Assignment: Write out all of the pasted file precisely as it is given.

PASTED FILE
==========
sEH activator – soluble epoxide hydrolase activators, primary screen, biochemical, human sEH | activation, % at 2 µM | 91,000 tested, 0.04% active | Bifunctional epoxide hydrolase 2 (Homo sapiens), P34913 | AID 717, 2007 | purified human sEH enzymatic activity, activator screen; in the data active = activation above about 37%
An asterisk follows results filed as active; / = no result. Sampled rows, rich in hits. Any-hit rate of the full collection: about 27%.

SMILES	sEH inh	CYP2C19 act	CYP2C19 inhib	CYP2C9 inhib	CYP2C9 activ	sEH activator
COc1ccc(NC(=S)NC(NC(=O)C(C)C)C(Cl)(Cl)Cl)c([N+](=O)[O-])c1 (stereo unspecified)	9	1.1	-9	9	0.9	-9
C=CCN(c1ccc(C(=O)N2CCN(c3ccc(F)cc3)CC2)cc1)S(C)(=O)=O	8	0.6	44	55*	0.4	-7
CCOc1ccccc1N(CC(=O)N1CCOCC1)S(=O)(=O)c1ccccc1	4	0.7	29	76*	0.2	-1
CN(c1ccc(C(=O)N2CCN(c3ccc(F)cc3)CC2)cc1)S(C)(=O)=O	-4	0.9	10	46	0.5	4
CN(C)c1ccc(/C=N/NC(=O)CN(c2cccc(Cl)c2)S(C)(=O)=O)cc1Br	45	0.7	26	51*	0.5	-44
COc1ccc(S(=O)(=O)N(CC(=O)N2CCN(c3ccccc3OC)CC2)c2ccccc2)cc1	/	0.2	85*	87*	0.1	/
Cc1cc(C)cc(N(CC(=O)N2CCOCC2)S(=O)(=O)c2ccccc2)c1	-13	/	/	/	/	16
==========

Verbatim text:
sEH activator – soluble epoxide hydrolase activators, primary screen, biochemical, human sEH | activation, % at 2 µM | 91,000 tested, 0.04% active | Bifunctional epoxide hydrolase 2 (Homo sapiens), P34913 | AID 717, 2007 | purified human sEH enzymatic activity, activator screen; in the data active = activation above about 37%
An asterisk follows results filed as active; / = no result. Sampled rows, rich in hits. Any-hit rate of the full collection: about 27%.

SMILES	sEH inh	CYP2C19 act	CYP2C19 inhib	CYP2C9 inhib	CYP2C9 activ	sEH activator
COc1ccc(NC(=S)NC(NC(=O)C(C)C)C(Cl)(Cl)Cl)c([N+](=O)[O-])c1 (stereo unspecified)	9	1.1	-9	9	0.9	-9
C=CCN(c1ccc(C(=O)N2CCN(c3ccc(F)cc3)CC2)cc1)S(C)(=O)=O	8	0.6	44	55*	0.4	-7
CCOc1ccccc1N(CC(=O)N1CCOCC1)S(=O)(=O)c1ccccc1	4	0.7	29	76*	0.2	-1
CN(c1ccc(C(=O)N2CCN(c3ccc(F)cc3)CC2)cc1)S(C)(=O)=O	-4	0.9	10	46	0.5	4
CN(C)c1ccc(/C=N/NC(=O)CN(c2cccc(Cl)c2)S(C)(=O)=O)cc1Br	45	0.7	26	51*	0.5	-44
COc1ccc(S(=O)(=O)N(CC(=O)N2CCN(c3ccccc3OC)CC2)c2ccccc2)cc1	/	0.2	85*	87*	0.1	/
Cc1cc(C)cc(N(CC(=O)N2CCOCC2)S(=O)(=O)c2ccccc2)c1	-13	/	/	/	/	16